That looks really good, Beate.
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Re: Repairing a old Gibson archtop

Postby Beate Ritzert » Sun Apr 09, 2017 6:03 pm

Thanks, Barry.

Next problem area: the heel. I removed a bit of the laquer in order so check the state and in the hope to find a path just to fill in some glue. And i found a brittle black mass. After removing it it looks like this:

Image

A crack of more or less uniform thickness. Which suddenly ends where i stopped digging with the knive. Further below there it looks as if there was wood, but the crack seems to go deeper. The light spot on the right of the cut looks like a hidden nail (i think i,'d test that by cutting a bit into th channel with a metal saw...); there is also some resistance to the knife. And the opening looks as if someone had tried to open the crack with a saw, doesn't it?

At depth it almost feels as if the heel was hollow. Mhmm...

I would avoid to do a neck reset.
Mostly because
a) the neck angle seems to be ok.
b) the glue joints in the mortise of both parts appear to be stable.
And that heel withstood the massive tension of a set of .013-.056 flatwounds over some months.

Would it be a suitable repair to insert a tapered shim of appropriate wood (birch or maybe beech) and then also to reinsert the screw?
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Re: Repairing a old Gibson archtop

Postby David King » Mon Apr 10, 2017 11:58 am

If the screw is holding well then that seems reasonable to me. I'm always of the opinion that a wood screw is inferior to a metal screw with tapped threads so I would consider bumping up the size, precisely drilling out the heel to the minor screw diameter and tapping carefully with a fine thread tap (finer threads have more holding power). Then enlarge the upper section of the heel with the exact screw diameter. A solid wedge made from say, european beech, that won't compress ought to maintain the integrity for a while. Typically 15-20mm of threads in hard wood will exceed the tensile strength of the screw.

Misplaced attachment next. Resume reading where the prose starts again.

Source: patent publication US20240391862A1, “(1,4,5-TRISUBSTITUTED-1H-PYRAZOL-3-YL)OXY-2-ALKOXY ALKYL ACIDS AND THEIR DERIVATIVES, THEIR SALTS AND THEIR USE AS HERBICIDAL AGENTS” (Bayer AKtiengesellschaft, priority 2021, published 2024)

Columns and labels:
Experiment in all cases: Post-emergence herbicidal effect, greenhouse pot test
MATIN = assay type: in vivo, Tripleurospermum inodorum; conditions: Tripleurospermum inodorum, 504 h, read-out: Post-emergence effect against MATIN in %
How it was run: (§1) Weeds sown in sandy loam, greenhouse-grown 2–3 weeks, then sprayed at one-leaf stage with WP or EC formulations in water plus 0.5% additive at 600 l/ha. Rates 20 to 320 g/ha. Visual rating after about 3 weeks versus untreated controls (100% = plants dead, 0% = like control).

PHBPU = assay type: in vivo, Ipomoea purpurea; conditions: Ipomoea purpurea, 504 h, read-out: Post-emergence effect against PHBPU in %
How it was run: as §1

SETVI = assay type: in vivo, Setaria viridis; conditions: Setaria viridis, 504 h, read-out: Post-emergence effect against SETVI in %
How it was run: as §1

If you didn't want to use a screw then drilling a series of small 2-3mm holes through the heel and "sewing" through them with 3k carbon fiber tow before injecting a hard epoxy throughout that matrix should also work. You would probably need to pop the fingerboard off to do that if you didn't want to drill through the fingerboard and permanently bind it to the neck.
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Re: Repairing a old Gibson archtop

Postby Barry Daniels » Mon Apr 10, 2017 2:34 pm

I think opening up the crack and cleaning it so that a well fitted wood wedge could be inserted and glued would be the best approach. But you need to get a tight fit on all surfaces for this to be successful.
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Re: Repairing a old Gibson archtop

Postby Beate Ritzert » Sat May 13, 2017 4:28 pm

Well, a lot has happened: the box has been closed.

After a bit of fret levelling i checked for the bridge height. As expected, it has lowered to about 14mm in the centre, roughly 2.5 mm lower than previously. Well, not a surprise; it simply shows the success of my attempt to bring up the bridge. The photo shows that even my old standard bridge which has already been modded for minimal height, can't be used anymore.

Image

The new bridge will be styled a bit after the Selmer Maccaferri bridges, but without the "moustache ends" outside the actual bridge. Again Katalox base with bone saddle. And hopefully the string holde remains usable.